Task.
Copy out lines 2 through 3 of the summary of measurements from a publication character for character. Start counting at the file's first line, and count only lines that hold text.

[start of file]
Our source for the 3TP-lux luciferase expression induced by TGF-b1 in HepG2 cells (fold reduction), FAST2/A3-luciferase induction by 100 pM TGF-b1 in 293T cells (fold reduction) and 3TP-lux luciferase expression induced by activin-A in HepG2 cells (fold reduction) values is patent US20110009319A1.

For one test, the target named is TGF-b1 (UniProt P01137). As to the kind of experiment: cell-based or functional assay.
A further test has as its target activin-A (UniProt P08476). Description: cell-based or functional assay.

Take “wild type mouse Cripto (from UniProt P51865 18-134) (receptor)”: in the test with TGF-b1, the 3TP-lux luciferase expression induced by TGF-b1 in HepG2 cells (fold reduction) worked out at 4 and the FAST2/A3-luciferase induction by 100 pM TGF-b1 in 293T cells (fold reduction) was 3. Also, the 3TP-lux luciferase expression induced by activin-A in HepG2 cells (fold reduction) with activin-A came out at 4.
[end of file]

For one test, the target named is TGF-b1 (UniProt P01137). As to the kind of experiment: cell-based or functional assay.
A further test has as its target activin-A (UniProt P08476). Description: cell-based or functional assay.